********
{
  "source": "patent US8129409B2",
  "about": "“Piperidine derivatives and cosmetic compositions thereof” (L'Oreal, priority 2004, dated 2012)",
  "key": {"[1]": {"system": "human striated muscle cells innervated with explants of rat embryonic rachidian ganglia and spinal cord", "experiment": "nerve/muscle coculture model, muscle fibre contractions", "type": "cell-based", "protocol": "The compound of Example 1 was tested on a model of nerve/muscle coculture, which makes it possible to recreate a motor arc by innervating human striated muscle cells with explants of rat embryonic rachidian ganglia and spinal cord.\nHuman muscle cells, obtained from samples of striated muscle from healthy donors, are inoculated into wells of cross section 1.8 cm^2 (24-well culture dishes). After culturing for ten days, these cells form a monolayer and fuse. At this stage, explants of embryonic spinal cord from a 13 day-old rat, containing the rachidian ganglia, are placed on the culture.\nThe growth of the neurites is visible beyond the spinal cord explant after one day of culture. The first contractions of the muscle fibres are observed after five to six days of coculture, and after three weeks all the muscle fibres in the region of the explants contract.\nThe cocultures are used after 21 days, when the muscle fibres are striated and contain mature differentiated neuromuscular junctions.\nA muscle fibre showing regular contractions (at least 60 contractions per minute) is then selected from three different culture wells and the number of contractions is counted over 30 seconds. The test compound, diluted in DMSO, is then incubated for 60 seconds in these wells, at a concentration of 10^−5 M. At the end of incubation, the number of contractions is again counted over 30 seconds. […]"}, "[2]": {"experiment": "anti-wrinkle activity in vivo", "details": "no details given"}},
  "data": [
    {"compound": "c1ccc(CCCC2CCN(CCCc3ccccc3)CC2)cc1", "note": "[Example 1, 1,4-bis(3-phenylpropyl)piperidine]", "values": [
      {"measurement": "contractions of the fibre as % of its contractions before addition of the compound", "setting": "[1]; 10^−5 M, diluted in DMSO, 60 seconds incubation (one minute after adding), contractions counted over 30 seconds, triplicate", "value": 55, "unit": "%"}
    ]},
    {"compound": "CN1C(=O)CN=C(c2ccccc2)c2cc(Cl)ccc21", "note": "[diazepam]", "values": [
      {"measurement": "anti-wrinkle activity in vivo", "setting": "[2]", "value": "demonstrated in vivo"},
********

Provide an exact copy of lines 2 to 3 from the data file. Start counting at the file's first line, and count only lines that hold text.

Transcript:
  "source": "patent US8129409B2",
  "about": "“Piperidine derivatives and cosmetic compositions thereof” (L'Oreal, priority 2004, dated 2012)",